Henri de Toulouse-Lautrec painted during the time of the impressionists as the movement overcame Paris. He was famous for preferring the company of sex workers and brothels, as he painted here in Au Salon de la Moulin Rouge in 1894. Photo courtesy of Wikimedia Commons.
Today, floor-to-ceiling windows fill a former CIA safe house on San Francisco’s Telegraph Hill with natural light, and the spacious bedrooms give no indication of the lurid operation that once took place within its walls.
The sprawling, six-bedroom duplex with sweeping views of San Francisco Bay was once decorated with Henri de Toulouse-Lautrec prints, large wall mirrors, and pornographic posters. Decades earlier, it was home to the CIA’s Operation Midnight Climax, a decadelong operation that began in 1953 in which the CIA recruited female sex workers to lure men into the upscale San Francisco bordello and subjected them to scientific experiments in mind control.
The women gave every “John” — as their targets were known — a hefty dose of lysergic acid diethylamide, or LSD, in order to distort his senses and impair his judgment. In addition to LSD, the operatives sometimes used other psychotropics. Needless to say, none of the clients consented to the drugs or the experimentation.
The wall mirrors weren’t merely decorative — they were one-way portals through which CIA “researchers” studied their unsuspecting subjects under direct observation. In his 2019 book, Chaos: Charles Manson, the CIA, and the Secret History of the Sixties, investigative journalist Tom O’Neill writes: “The goal [of Midnight Climax] was to see if LSD, paired with sex, could be used to coax sensitive information from the men — something of a psychedelic honeypot experiment.”
According to a blog for American points of interest, the CIA agents “grew fascinated with the kinky sex games that played out between the johns and the hookers.”
From behind the glass, CIA agents could watch, listen (usually through recording devices hidden in the electrical outlets), and drink martinis all night as they took copious notes on their “subjects.”
Operation Midnight Climax ran for ten years, from 1953 until the agency phased out the safehouses in 1963. The operation had two other upscale bordellos operating in San Francisco and another in Greenwich Village, New York City. The operation was entirely defunct by 1965, but it was part of a more extensive mind-control experimentation operation known as MK-Ultra — run by the chemist and spymaster Sidney Gottlieb — that continued until 1972.
The Midnight Climax operation was headed by George Henry White, an underling of Gottlieb’s who loved the job so much that he installed a minifridge and a portable toilet in the observation room so he never missed a moment of action. One of White’s lieutenants, Ike Feldman, described him as a “son of a bitch, but he was a great cop.”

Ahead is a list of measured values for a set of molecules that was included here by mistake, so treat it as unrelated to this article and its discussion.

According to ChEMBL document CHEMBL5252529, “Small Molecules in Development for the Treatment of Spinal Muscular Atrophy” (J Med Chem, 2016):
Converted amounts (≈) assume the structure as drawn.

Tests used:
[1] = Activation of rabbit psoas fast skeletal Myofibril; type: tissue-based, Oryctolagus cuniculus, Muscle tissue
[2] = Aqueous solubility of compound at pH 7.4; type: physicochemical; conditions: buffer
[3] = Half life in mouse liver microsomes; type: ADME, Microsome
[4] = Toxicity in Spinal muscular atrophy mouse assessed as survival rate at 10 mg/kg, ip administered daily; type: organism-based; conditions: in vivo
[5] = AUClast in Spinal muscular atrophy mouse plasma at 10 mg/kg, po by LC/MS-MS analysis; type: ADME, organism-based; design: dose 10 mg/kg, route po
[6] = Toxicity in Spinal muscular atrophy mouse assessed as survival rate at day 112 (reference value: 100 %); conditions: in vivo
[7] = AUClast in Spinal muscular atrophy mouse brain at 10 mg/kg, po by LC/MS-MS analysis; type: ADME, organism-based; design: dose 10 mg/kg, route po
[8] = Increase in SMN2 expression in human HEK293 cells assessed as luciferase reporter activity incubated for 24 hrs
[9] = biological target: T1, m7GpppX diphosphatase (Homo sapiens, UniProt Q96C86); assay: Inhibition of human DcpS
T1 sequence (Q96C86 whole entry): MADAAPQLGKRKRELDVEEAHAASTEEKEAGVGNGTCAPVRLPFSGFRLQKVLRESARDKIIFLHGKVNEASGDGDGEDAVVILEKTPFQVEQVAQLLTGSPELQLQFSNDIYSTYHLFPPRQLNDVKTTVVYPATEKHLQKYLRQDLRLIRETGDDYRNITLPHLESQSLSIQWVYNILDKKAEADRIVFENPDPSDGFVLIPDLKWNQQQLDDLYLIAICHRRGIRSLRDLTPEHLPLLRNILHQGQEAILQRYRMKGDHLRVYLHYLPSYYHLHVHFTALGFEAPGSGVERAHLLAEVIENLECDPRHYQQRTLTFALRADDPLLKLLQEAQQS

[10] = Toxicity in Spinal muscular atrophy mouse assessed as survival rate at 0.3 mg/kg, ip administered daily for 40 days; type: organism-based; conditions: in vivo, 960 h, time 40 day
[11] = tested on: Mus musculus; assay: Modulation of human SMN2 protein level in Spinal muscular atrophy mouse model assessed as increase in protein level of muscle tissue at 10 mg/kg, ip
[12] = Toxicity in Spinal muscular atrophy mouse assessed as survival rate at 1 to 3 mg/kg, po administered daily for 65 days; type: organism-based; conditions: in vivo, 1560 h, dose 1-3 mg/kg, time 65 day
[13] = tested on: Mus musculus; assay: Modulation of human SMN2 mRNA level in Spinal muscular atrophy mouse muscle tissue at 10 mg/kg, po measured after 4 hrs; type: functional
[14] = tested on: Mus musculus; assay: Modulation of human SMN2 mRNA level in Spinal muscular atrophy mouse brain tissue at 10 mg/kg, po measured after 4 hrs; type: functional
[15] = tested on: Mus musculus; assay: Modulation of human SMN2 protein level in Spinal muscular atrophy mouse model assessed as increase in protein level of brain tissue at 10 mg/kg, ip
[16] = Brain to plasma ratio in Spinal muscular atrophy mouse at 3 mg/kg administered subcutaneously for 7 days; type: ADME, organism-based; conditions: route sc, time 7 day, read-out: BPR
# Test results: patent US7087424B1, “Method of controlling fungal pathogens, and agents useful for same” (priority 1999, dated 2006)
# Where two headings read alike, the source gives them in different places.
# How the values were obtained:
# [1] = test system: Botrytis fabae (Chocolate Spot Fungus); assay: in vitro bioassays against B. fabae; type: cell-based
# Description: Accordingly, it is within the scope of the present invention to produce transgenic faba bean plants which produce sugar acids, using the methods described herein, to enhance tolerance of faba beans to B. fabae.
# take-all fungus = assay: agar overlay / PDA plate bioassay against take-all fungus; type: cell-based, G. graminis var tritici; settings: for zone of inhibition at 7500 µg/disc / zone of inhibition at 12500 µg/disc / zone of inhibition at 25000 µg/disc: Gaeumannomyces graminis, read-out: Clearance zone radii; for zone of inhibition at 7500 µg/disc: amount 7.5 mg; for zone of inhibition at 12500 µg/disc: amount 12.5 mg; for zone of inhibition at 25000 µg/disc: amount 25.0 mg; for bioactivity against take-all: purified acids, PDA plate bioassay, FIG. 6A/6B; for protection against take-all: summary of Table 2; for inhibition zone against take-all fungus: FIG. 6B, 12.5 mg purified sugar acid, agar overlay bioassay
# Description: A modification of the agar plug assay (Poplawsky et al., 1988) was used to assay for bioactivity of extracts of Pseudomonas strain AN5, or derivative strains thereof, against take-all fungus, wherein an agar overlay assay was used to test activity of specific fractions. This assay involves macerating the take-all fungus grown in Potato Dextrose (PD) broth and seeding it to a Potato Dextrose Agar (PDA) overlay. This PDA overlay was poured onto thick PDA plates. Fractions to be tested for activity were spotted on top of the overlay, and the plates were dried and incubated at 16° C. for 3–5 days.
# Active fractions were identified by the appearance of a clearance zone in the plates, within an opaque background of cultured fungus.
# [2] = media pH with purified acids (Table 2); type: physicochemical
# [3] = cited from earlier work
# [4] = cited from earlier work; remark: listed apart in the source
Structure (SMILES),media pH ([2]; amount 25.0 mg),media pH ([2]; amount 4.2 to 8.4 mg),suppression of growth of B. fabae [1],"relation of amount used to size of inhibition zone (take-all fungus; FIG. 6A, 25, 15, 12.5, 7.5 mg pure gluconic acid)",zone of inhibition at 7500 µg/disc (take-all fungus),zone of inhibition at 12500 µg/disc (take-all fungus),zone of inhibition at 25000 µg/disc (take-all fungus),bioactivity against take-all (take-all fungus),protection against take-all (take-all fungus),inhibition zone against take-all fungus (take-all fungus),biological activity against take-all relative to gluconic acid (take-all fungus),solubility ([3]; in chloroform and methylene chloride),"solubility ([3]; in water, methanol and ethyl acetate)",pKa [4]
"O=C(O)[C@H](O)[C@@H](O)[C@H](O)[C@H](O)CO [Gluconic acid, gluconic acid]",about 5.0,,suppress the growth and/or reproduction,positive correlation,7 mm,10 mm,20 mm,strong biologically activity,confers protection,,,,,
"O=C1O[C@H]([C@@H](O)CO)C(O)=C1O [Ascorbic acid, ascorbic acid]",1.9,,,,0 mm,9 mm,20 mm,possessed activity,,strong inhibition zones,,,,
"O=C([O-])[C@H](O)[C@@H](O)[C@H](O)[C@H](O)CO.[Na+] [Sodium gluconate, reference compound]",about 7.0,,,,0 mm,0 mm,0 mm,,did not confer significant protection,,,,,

In a note to Gottlieb, White later wrote: “I toiled wholeheartedly in the vineyards because it was fun, fun, fun. Where else could a red-blooded American boy lie, kill, cheat, steal, rape, and pillage with the sanction and blessing of the All-Highest?”
Believing the Soviets were pursuing mind-control techniques and medications, the CIA’s MK-Ultra program experimented with a range of psychotropic drugs and comprised some 149 separate projects. The intelligence agency was fascinated by the program’s potential applications, particularly with conducting assassinations and interrogations.
“The project’s broadest goal was ‘to influence human behavior,” O’Neill writes.
Gottlieb launched the MK-Ultra Program in 1953 under CIA Director Alan Dulles. The program was so secretive that, when John McCone took over as CIA director in 1961, he wasn’t told about it. When the MK-Ultra program shut down in 1972, Director Richard Helms, the third director to oversee the mind-control program, ordered the agency to destroy all files related to the operation. The move frustrated a Senate investigation into the operation spurred by a revelatory story in The New York Times by Seymour Hersch.
Gottlieb earned his nickname, the “Black Sorcerer,” because he “developed gadgetry straight out of schlocky sci-fi: high-potency stink bombs, swizzle sticks laced with drugs, exploding seashells, poisoned toothpaste, poisoned handkerchiefs, poisoned cigars, poisoned anything,” O’Neill writes.
Midnight Climax was only one program in MK-Ultra’s portfolio. Other endeavors, such as Project Bluebird, Project Artichoke, and Operation Chaos, still remain in relative obscurity — decades later, their extensive psychological damage and victim counts remain unknown.
As for the CIA’s bordello on Telegraph Hill, homeowners reportedly paid $10.5 million for just one apartment in the duplex in October 2015.
Lauren Coontz is a former staff writer for Coffee or Die Magazine. Beaches are preferred, but Lauren calls the Rocky Mountains of Utah home. You can usually find her in an art museum, at an archaeology site, or checking out local nightlife like drag shows and cocktail bars (gin is key). A student of history, Lauren is an Army veteran who worked all over the world and loves to travel to see the old stuff the history books only give a sentence to. She likes medium roast coffee and sometimes, like a sinner, adds sweet cream to it.
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